Subcommittee on Housing and Transportation


Oversight Hearing on Consolidation of HUD's Homeless Assistance Programs

9:30 a.m., Tuesday, May 23, 2000 - Dirksen 538

Prepared Testimony of Ms. Nan P. Roman
President
National Alliance to End Homelessness


Mr. Chairman, Mr. Kerry and members of the Subcommittee, I am honored that you have invited the National Alliance to End Homelessness to testify before you today on ways to make progress in the struggle to end homelessness in the nation. As you will see, the National Alliance to End Homelessness is convinced that not only could our nation do a better job of helping homeless people, but that ending homelessness is well within our reach. I look forward to working with you in pursuit of this goal.

The National Alliance to End Homelessness is a nonpartisan, nonprofit organization that was founded in 1983 by a group of leaders deeply disturbed by the emergence of a new social phenomenon - thousands of people living on the streets. It is important to remember that prior to the 1980s, there was not widespread homelessness in the nation. While there were certainly problems like mental illness, drug abuse, and deep and pervasive poverty, people experiencing these problems were able to find a place to live. But then the seeds of deinstitutionalization, loss of affordable housing stock, destruction of a million units of single room occupancy housing, new kinds of illegal drugs and an increase in poor, single parent households began to take root. And in the 1980s, they grew into homelessness. The absence of wide-spread homelessness before the 1980s is a reminder that homelessness is not inevitable. It has not always existed, and it does not have to exist now.

From its founding in 1983, the focus of the National Alliance to End Homelessness (the Alliance) has shifted as the problem of homelessness has changed. Once focused on food and shelter, today the Alliance and its 2,000 member nonprofit and public sector agencies and corporate partners in every state in the nation are focused on permanent solutions to homelessness.

Your hearing today is timely. The nation stands at a crossroads on the issue of homelessness. Down one path lies the institutionalization of a system which can manage but cannot eliminate homelessness - a system with direct costs of at least $2 billion per year and indirect costs far in excess of that. Down the other path lies an end to homelessness - the shift to an improved system that is results- and outcome-oriented. The choice between these two paths will be made over the next few years, and it will be made by you here in Washington, and in communities around the country. Let me explain.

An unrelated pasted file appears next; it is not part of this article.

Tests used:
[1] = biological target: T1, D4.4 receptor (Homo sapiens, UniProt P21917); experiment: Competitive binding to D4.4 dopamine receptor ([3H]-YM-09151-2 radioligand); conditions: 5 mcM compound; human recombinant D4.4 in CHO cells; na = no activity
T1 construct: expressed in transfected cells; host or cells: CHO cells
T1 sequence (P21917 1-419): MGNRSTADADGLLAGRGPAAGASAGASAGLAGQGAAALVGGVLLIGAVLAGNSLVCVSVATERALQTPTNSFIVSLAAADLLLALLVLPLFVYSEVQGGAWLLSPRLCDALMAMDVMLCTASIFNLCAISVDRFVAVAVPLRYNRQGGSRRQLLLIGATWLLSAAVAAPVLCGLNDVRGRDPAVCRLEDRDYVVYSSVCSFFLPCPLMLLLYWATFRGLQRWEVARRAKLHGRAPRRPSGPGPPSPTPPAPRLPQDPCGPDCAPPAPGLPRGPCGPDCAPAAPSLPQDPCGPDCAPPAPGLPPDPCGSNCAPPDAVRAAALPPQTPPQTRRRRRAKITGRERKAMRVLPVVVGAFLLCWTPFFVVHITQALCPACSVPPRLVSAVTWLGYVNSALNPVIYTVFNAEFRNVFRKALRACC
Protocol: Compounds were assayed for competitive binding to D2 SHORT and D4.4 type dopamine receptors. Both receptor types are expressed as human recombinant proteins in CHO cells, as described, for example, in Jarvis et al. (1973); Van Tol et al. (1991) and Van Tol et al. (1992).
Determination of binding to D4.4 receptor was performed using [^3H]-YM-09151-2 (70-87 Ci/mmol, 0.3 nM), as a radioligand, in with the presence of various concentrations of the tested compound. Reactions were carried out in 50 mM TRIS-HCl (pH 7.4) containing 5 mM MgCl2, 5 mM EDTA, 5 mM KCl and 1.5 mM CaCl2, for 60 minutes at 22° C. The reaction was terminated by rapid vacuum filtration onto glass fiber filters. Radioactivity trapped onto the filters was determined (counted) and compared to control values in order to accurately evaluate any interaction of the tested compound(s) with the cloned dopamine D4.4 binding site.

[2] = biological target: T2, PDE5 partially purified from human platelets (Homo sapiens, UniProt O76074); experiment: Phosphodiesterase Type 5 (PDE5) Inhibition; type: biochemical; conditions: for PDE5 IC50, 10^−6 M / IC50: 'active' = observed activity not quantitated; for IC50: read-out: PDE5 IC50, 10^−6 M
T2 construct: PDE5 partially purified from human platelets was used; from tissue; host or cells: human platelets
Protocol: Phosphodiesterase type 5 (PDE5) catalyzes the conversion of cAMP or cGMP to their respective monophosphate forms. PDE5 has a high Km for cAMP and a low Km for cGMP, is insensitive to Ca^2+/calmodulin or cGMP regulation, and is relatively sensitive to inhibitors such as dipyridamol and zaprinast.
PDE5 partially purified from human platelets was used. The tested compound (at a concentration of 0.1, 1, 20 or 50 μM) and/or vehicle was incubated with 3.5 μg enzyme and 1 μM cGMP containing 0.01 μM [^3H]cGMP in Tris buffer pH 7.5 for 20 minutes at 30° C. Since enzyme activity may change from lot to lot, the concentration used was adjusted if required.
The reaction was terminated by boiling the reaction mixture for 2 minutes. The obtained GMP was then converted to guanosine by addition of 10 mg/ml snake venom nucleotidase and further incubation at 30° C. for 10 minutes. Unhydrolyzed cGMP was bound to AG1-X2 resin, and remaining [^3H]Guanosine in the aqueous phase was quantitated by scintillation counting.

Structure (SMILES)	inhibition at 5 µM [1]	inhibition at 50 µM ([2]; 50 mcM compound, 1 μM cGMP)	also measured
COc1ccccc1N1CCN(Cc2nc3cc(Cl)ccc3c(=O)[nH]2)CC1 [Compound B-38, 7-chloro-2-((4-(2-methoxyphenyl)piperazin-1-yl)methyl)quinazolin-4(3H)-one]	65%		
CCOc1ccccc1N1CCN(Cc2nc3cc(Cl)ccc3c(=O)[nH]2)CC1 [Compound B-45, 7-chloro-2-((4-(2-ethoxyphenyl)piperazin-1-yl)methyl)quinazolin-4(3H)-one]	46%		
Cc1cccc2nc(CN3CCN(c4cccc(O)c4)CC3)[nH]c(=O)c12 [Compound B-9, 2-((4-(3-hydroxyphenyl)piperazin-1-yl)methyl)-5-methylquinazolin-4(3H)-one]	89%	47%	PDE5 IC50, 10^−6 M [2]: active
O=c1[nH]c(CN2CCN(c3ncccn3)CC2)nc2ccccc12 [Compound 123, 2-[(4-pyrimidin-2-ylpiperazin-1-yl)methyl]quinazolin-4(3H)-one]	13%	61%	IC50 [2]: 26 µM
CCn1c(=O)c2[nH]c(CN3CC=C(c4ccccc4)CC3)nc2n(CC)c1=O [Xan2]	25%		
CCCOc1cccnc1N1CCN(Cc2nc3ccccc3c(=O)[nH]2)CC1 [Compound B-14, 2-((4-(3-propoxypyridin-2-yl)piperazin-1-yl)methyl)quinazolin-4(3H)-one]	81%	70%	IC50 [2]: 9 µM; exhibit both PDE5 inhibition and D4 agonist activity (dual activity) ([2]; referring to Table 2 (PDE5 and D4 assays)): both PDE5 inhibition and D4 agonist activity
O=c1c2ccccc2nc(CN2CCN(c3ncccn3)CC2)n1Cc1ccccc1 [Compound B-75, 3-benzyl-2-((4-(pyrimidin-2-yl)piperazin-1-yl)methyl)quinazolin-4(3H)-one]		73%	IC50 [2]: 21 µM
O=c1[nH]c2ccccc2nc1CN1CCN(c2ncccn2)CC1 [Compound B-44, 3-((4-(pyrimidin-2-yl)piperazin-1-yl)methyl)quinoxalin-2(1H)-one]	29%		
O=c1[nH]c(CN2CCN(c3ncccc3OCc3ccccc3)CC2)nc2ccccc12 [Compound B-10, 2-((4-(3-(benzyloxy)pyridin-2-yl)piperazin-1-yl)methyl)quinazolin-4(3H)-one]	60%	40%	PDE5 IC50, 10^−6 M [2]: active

Where We Stand on Homelessness

A recent federal report, based upon the most extensive survey to date of homeless assistance providers and their clients (conducted by the US Bureau of the Census) describes the situation. As of 1996 there were 40,000 programs to assist homeless people in the nation. This is an industry - an infrastructure of assistance that has largely been formed in the past ten years. It is also an industry that is based upon federal funding. With an infrastructure of this size and complexity, one might expect the size of the homelessness population to have been reduced. In fact, this is not the case. Despite this growing infrastructure of assistance, between 1987 and 1996 the size of the homeless population increased by as much as a quarter.

Is homelessness growing because the homeless system is ineffective? The answer is no. In fact, the homeless assistance system helps hundreds of thousands of people to escape homelessness every year. And it is becoming more effective. Through the Continuum of Care process much progress has been made, and the vast majority of people who become homeless exit the system relatively quickly and do not return. So, for most individuals, the existing system does end homelessness.

But, the homeless system cannot end homelessness overall, nor can it reduce the number of homeless people. This is because it can neither prevent people from becoming homeless, nor change the overall availability of housing, income, and services that will truly end homelessness. In other words, it cannot close the front door into homelessness, and it cannot open the back door out of homelessness.

Mainstream social programs, on the other hand, do have the ability to prevent and end homelessness. These are programs like welfare, health care, mental health care, substance abuse treatment, veterans assistance and so on. However, these programs are over-subscribed and under-funded. Increasingly, rather than being a true safety net that prevents people from becoming homeless, these mainstream systems shift the cost and responsibility for helping the most vulnerable people to the homeless assistance system. Perversely, the better the homeless system gets, the worse the mainstream system gets.

So there is a very dysfunctional situation that is quickly becoming institutionalized. There is a homelessness assistance system that manages the problem but cannot solve it. There is a mainstream system with far more resources that, instead of solving the problem, has more incentive to shift cost and responsibility to the homeless system.

If this dynamic is not changed, homelessness will never go away. If this approach to the problem is not altered, the American people will be paying to support the current system forever. How can this system be changed? Would the block grant proposal that is being considered help us make progress toward ending homelessness?